Title: H——, Thomas
Source text: Surgeon General Joseph K. Barnes, United States Army, The Medical and Surgical History of the War of the Rebellion. (1861–65.), Part 1, Volume 2 (Washington, D.C.: Government Printing Office, 1870), 297.
Civil War Washington ID: med.d1e17172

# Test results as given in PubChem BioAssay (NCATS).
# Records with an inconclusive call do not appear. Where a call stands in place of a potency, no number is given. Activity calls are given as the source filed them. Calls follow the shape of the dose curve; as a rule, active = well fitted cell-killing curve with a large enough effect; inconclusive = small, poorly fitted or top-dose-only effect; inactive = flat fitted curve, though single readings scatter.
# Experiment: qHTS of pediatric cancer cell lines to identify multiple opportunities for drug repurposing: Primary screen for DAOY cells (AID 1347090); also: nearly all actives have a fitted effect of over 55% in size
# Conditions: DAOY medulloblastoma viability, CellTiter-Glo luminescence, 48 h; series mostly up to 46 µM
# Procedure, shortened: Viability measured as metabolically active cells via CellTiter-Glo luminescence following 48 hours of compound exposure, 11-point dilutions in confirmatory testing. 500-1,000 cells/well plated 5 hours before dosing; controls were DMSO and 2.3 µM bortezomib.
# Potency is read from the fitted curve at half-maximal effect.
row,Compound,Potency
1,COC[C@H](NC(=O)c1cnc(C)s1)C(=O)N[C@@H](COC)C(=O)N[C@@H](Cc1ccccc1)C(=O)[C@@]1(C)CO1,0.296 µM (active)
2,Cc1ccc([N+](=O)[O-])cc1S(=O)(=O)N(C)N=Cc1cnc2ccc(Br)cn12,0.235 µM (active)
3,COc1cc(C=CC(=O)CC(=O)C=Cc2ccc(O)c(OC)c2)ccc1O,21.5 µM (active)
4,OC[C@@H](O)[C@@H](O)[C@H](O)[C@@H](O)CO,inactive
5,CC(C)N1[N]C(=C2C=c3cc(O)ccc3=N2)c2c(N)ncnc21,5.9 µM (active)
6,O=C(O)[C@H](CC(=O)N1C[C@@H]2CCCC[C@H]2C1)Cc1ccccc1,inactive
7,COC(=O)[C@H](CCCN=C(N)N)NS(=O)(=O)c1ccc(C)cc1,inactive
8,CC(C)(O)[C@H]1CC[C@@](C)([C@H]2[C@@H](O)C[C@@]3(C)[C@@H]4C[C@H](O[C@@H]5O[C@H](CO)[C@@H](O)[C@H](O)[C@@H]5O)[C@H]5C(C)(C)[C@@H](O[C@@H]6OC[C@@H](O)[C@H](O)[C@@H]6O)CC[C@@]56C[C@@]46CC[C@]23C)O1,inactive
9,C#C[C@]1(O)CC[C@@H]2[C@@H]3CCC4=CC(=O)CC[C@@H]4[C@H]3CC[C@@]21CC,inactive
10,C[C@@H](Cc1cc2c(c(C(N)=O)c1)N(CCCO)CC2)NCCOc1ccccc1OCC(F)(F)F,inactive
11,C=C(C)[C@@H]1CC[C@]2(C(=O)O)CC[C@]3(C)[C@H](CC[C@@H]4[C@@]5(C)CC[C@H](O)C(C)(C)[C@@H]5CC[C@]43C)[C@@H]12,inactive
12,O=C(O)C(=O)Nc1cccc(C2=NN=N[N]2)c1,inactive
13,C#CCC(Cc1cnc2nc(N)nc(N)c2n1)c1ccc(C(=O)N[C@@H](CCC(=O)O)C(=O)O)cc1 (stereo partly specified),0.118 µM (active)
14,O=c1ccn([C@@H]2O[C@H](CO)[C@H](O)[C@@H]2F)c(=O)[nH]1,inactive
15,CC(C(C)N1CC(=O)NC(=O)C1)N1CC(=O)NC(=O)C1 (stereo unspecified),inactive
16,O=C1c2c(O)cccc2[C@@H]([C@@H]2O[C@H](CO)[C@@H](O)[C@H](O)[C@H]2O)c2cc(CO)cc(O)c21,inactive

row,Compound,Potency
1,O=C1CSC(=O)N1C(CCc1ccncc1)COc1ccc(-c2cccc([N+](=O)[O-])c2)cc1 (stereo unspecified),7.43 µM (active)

CASE.—Private Thomas H——, Co. I, 56th Pennsylvania Volunteers, aged 23 years, was wounded at the battle of Petersburg, Virginia, June 22d, 1864, by a conoidal ball, which fractured the right parietal bone at its anterior superior angle. He was admitted to the 4th division, Fifth Corps, hospital, and thence conveyed to Washington, and admitted, on July 1st, into the Finley Hospital. On the 4th, fragments of bone were removed from a space measuring two inches downward from the sagittal suture by one in width. Two days later, hernia cerebri appeared at the opening. The details of the further progress of the case are not recorded, but death resulted on July 11th, five days after the appearance of the hernia and twenty days from the date of injury. At the autopsy, the edges of the opening in the bone were found necrosed and cribriform. The dura mater and parts of the cerebral substance in the vicinity were congested and filled with coagulated blood. The specimen is figured in the wood-cut, and was contributed, with the history, by Surgeon G. L. Pancoast, U. S. V.